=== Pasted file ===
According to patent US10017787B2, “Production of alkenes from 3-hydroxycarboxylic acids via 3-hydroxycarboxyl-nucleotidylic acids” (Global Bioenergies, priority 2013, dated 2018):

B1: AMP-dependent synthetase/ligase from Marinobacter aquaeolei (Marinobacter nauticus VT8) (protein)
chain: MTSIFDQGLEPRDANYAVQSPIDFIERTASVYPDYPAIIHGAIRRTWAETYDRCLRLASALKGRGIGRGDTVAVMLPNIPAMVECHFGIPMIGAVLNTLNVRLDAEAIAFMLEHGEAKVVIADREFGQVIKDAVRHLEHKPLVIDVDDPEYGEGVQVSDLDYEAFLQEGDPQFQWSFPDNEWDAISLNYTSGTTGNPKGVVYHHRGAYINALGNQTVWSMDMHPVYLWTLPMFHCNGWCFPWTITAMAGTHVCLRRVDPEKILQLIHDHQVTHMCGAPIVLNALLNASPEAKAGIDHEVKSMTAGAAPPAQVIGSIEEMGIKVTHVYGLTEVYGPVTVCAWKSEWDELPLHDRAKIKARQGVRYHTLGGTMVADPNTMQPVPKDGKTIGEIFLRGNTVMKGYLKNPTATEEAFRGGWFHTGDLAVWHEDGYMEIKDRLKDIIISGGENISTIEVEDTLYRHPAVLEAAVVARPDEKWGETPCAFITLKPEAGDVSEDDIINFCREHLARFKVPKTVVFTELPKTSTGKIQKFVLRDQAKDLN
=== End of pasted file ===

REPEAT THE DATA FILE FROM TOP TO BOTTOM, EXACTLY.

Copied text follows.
According to patent US10017787B2, “Production of alkenes from 3-hydroxycarboxylic acids via 3-hydroxycarboxyl-nucleotidylic acids” (Global Bioenergies, priority 2013, dated 2018):

B1: AMP-dependent synthetase/ligase from Marinobacter aquaeolei (Marinobacter nauticus VT8) (protein)
chain: MTSIFDQGLEPRDANYAVQSPIDFIERTASVYPDYPAIIHGAIRRTWAETYDRCLRLASALKGRGIGRGDTVAVMLPNIPAMVECHFGIPMIGAVLNTLNVRLDAEAIAFMLEHGEAKVVIADREFGQVIKDAVRHLEHKPLVIDVDDPEYGEGVQVSDLDYEAFLQEGDPQFQWSFPDNEWDAISLNYTSGTTGNPKGVVYHHRGAYINALGNQTVWSMDMHPVYLWTLPMFHCNGWCFPWTITAMAGTHVCLRRVDPEKILQLIHDHQVTHMCGAPIVLNALLNASPEAKAGIDHEVKSMTAGAAPPAQVIGSIEEMGIKVTHVYGLTEVYGPVTVCAWKSEWDELPLHDRAKIKARQGVRYHTLGGTMVADPNTMQPVPKDGKTIGEIFLRGNTVMKGYLKNPTATEEAFRGGWFHTGDLAVWHEDGYMEIKDRLKDIIISGGENISTIEVEDTLYRHPAVLEAAVVARPDEKWGETPCAFITLKPEAGDVSEDDIINFCREHLARFKVPKTVVFTELPKTSTGKIQKFVLRDQAKDLN